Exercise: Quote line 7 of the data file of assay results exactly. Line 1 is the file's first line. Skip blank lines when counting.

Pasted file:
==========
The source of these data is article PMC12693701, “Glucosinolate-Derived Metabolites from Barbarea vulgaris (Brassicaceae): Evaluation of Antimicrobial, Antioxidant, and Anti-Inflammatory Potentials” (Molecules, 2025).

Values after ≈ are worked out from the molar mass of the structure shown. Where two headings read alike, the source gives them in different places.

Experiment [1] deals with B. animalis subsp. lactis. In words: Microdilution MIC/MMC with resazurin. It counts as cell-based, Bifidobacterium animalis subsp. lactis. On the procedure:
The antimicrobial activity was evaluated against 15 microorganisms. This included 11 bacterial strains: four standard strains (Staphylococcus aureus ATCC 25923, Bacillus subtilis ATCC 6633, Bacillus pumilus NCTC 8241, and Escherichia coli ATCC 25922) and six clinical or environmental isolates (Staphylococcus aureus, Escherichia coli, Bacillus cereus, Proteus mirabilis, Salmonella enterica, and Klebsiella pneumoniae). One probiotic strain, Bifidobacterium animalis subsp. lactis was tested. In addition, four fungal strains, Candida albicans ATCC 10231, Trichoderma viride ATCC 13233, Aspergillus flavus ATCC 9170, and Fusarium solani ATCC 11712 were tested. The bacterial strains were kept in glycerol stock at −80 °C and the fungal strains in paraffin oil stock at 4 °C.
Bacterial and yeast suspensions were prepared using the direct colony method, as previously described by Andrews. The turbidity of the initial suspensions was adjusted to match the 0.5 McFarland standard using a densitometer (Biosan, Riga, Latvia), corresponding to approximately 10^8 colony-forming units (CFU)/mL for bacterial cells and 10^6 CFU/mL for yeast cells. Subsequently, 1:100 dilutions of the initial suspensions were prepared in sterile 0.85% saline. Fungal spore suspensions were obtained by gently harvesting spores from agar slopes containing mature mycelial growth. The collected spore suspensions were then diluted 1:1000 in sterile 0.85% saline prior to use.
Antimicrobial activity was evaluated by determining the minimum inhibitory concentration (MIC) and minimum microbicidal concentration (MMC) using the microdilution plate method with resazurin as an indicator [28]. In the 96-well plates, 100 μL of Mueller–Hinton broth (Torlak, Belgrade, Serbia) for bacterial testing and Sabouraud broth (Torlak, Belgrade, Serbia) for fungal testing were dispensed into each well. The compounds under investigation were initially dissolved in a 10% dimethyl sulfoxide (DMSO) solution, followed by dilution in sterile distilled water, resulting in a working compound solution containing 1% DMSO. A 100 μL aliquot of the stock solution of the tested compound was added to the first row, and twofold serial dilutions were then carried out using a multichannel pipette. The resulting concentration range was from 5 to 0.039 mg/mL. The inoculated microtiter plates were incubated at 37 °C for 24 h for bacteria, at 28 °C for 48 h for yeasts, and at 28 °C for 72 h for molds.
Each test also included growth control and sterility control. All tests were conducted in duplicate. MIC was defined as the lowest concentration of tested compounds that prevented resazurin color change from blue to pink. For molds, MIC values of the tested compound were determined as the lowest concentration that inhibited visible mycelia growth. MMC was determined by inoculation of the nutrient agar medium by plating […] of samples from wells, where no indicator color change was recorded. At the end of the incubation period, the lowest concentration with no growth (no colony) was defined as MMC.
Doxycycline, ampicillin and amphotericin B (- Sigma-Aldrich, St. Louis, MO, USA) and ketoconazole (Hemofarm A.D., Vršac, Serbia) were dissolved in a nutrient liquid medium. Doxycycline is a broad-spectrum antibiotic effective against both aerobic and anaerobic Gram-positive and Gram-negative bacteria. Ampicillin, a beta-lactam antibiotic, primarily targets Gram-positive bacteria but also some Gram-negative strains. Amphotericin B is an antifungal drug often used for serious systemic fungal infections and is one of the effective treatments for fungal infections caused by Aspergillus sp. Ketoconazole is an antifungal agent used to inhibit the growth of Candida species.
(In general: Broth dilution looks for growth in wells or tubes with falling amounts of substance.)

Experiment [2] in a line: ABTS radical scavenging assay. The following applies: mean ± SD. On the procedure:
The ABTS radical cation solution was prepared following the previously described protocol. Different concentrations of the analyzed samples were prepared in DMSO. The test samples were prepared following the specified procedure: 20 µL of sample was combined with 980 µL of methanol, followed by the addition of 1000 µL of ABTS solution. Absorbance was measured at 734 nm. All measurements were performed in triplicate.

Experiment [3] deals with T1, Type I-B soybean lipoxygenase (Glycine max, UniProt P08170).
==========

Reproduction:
Each test also included growth control and sterility control. All tests were conducted in duplicate. MIC was defined as the lowest concentration of tested compounds that prevented resazurin color change from blue to pink. For molds, MIC values of the tested compound were determined as the lowest concentration that inhibited visible mycelia growth. MMC was determined by inoculation of the nutrient agar medium by plating […] of samples from wells, where no indicator color change was recorded. At the end of the incubation period, the lowest concentration with no growth (no colony) was defined as MMC.